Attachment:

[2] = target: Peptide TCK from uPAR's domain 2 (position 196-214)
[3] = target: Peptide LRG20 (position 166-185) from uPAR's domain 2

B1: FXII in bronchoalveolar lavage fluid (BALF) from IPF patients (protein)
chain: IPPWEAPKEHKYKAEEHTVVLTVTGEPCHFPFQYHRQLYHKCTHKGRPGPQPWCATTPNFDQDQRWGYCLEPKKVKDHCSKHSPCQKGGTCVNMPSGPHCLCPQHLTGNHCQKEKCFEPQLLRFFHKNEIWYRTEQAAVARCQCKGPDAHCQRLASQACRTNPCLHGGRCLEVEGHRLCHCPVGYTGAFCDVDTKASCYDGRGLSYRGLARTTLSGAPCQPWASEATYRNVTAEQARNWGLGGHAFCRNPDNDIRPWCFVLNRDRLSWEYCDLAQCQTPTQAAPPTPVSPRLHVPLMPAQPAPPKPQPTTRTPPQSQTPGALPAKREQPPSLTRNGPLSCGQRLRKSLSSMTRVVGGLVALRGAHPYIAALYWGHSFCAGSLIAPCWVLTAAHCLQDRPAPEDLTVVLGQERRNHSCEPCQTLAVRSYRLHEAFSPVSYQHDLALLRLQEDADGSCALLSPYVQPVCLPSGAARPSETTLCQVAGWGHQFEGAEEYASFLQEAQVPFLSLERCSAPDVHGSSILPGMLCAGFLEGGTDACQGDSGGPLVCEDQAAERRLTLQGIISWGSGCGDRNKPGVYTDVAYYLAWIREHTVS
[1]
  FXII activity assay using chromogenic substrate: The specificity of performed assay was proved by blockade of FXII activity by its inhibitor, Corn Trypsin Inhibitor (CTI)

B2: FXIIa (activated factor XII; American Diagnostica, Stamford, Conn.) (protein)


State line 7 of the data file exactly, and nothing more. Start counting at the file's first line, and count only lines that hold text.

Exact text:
B2: FXIIa (activated factor XII; American Diagnostica, Stamford, Conn.) (protein)